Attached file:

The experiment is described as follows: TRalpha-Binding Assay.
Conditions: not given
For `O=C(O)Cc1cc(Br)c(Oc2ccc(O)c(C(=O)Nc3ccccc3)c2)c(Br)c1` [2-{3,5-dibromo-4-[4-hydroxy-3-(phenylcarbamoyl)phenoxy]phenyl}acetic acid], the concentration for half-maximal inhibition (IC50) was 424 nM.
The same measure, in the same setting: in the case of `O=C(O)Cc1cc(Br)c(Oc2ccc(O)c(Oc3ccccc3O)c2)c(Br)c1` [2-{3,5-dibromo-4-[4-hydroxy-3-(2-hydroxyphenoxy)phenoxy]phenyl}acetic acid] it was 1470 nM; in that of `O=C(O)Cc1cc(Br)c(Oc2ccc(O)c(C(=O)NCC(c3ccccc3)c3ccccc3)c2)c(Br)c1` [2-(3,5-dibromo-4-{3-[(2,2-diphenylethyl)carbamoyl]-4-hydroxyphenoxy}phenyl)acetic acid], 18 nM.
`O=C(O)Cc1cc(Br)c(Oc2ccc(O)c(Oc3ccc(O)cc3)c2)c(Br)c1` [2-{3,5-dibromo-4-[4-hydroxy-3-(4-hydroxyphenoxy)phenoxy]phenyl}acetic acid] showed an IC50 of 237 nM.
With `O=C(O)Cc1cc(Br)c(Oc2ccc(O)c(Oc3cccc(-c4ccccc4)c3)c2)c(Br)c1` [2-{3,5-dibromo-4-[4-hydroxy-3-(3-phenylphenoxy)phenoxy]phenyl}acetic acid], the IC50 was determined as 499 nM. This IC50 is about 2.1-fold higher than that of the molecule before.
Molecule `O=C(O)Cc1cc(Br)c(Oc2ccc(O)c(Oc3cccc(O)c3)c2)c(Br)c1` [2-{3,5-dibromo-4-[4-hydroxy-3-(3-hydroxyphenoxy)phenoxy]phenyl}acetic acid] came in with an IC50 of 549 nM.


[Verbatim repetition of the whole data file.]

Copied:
The experiment is described as follows: TRalpha-Binding Assay.
Conditions: not given
For `O=C(O)Cc1cc(Br)c(Oc2ccc(O)c(C(=O)Nc3ccccc3)c2)c(Br)c1` [2-{3,5-dibromo-4-[4-hydroxy-3-(phenylcarbamoyl)phenoxy]phenyl}acetic acid], the concentration for half-maximal inhibition (IC50) was 424 nM.
The same measure, in the same setting: in the case of `O=C(O)Cc1cc(Br)c(Oc2ccc(O)c(Oc3ccccc3O)c2)c(Br)c1` [2-{3,5-dibromo-4-[4-hydroxy-3-(2-hydroxyphenoxy)phenoxy]phenyl}acetic acid] it was 1470 nM; in that of `O=C(O)Cc1cc(Br)c(Oc2ccc(O)c(C(=O)NCC(c3ccccc3)c3ccccc3)c2)c(Br)c1` [2-(3,5-dibromo-4-{3-[(2,2-diphenylethyl)carbamoyl]-4-hydroxyphenoxy}phenyl)acetic acid], 18 nM.
`O=C(O)Cc1cc(Br)c(Oc2ccc(O)c(Oc3ccc(O)cc3)c2)c(Br)c1` [2-{3,5-dibromo-4-[4-hydroxy-3-(4-hydroxyphenoxy)phenoxy]phenyl}acetic acid] showed an IC50 of 237 nM.
With `O=C(O)Cc1cc(Br)c(Oc2ccc(O)c(Oc3cccc(-c4ccccc4)c3)c2)c(Br)c1` [2-{3,5-dibromo-4-[4-hydroxy-3-(3-phenylphenoxy)phenoxy]phenyl}acetic acid], the IC50 was determined as 499 nM. This IC50 is about 2.1-fold higher than that of the molecule before.
Molecule `O=C(O)Cc1cc(Br)c(Oc2ccc(O)c(Oc3cccc(O)c3)c2)c(Br)c1` [2-{3,5-dibromo-4-[4-hydroxy-3-(3-hydroxyphenoxy)phenoxy]phenyl}acetic acid] came in with an IC50 of 549 nM.